The resolution advantage of the Fujifilm X-Pro1 implies greater flexibility for cropping images or the possibility to print larger pictures. The maximum print size of the X-Pro1 for good quality output (200 dots per inch) amounts to 24.5 x 16.3 inch or 62.2 x 41.5 cm, for very good quality (250 dpi) 19.6 x 13.1 inch or 49.7 x 33.2 cm, and for excellent quality (300 dpi) 16.3 x 10.9 inch or 41.5 x 27.6 cm. The corresponding values for the Leica D-LUX 6 are 18.2 x 13.7 inch or 46.3 x 34.7 cm for good quality, 14.6 x 10.9 inch or 37.1 x 27.8 cm for very good quality, and 12.2 x 9.1 inch or 30.9 x 23.2 cm for excellent quality prints.
The Fujifilm X-Pro1 has a native sensitivity range from ISO 200 to ISO 6400, which can be extended to ISO 100-25600. The corresponding ISO settings for the Leica D-LUX 6 are ISO 80 to ISO 6400, with the possibility to increase the ISO range to 80-12800.
For many cameras, data on sensor performance has been reported by DXO Mark. This service is based on lab testing and assigns an overall score to each camera sensor, as well as ratings for dynamic range ("DXO Landscape"), color depth ("DXO Portrait"), and low-light sensitivity ("DXO Sports"). The adjacent table reports on the physical sensor characteristics and the outcomes of the DXO sensor quality tests for a sample of comparator-cameras.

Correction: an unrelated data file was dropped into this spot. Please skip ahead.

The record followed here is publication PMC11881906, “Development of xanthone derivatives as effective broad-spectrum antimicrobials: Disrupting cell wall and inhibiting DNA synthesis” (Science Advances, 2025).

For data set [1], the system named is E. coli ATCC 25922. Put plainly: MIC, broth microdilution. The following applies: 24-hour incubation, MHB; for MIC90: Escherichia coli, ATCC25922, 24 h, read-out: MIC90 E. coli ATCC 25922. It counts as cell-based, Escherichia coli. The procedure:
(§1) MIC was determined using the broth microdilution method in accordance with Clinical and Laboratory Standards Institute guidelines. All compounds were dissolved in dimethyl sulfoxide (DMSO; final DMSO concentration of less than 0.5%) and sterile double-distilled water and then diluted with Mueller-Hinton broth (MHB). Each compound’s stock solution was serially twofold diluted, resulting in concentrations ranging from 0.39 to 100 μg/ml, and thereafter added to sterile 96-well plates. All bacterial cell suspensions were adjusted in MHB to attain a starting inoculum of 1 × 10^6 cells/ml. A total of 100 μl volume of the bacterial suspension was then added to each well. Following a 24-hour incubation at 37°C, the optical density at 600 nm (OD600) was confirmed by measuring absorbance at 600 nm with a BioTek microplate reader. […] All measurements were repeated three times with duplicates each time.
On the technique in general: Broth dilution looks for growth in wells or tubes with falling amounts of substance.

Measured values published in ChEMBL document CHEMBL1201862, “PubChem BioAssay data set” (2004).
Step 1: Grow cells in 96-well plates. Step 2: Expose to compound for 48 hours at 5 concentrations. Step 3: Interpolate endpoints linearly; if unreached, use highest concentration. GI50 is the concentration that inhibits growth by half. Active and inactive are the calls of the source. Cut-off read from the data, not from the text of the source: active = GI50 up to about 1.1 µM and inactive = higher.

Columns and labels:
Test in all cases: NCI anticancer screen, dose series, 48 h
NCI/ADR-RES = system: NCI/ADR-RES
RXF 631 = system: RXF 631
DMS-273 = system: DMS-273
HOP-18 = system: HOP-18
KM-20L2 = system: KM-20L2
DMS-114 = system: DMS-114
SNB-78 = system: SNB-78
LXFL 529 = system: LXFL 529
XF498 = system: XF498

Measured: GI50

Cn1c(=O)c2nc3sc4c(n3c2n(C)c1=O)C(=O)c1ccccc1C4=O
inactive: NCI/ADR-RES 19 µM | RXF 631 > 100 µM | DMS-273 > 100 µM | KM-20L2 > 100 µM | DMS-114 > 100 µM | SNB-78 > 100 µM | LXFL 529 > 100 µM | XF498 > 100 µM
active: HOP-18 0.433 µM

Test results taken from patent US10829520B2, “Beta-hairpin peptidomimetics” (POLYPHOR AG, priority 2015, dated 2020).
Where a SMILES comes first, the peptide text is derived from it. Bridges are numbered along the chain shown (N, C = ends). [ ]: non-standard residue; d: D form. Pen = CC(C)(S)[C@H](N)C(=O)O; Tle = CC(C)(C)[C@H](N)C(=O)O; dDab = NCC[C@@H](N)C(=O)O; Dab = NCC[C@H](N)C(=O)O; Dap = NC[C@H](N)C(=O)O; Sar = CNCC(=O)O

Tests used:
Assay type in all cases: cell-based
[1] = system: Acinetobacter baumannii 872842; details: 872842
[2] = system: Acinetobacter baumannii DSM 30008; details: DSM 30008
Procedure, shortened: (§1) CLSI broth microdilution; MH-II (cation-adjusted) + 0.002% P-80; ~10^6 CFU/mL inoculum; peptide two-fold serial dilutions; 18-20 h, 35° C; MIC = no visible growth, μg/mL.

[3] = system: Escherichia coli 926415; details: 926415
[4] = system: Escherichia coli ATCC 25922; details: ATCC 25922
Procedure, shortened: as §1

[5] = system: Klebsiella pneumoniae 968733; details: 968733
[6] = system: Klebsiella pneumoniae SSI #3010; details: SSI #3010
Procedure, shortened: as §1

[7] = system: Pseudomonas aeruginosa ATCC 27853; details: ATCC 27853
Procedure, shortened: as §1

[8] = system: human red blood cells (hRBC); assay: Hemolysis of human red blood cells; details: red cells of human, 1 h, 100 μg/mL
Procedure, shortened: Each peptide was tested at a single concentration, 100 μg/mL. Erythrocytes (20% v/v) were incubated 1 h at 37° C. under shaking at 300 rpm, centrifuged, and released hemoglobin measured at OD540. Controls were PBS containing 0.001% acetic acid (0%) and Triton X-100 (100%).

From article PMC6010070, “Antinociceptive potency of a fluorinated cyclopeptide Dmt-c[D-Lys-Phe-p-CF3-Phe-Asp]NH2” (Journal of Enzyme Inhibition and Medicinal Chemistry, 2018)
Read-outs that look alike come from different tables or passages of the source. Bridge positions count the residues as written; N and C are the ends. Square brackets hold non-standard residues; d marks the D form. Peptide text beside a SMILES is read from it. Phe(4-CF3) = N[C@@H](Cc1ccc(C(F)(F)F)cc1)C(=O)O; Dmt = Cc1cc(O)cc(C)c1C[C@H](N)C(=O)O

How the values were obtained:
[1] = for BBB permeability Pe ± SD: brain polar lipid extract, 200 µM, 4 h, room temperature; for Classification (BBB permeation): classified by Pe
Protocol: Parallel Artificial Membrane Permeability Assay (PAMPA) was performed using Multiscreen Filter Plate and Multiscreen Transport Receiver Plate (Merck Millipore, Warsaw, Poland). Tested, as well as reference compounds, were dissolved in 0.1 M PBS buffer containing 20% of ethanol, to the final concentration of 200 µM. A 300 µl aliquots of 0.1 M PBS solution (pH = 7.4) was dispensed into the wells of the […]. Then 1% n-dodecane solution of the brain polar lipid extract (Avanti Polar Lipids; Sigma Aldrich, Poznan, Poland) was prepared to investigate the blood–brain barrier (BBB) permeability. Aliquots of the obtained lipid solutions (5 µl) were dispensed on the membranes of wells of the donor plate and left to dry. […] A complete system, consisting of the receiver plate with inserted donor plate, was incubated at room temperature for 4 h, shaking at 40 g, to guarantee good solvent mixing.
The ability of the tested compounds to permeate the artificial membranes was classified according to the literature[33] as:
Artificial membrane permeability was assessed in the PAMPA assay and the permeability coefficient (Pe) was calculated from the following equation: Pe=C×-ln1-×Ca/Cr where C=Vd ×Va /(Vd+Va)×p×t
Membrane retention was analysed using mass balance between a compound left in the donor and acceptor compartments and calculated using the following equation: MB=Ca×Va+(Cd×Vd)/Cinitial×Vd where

|Fujifilm X-Pro1»||APS-C||16.0||4896||3264||1080/24p||-||-||-||-||Fujifilm X-Pro1|
|Leica D-LUX 6«||1/1.7||10.0||3648||2736||1080/60p||-||-||-||-||Leica D-LUX 6|
|Canon G16« »||1/1.7||12.0||4000||3000||1080/60p||21.0||11.7||230||54||Canon G16|
|Fujifilm X-T3« »||APS-C||26.0||6240||4160||4K/60p||-||-||-||-||Fujifilm X-T3|
|Fujifilm X-T100« »||APS-C||24.0||6000||4000||4K/15p||-||-||-||-||Fujifilm X-T100|
|Fujifilm X-Pro2« »||APS-C||24.0||6000||4000||1080/60p||-||-||-||-||Fujifilm X-Pro2|
|Fujifilm X-T10« »||APS-C||16.0||4896||3264||1080/60p||-||-||-||-||Fujifilm X-T10|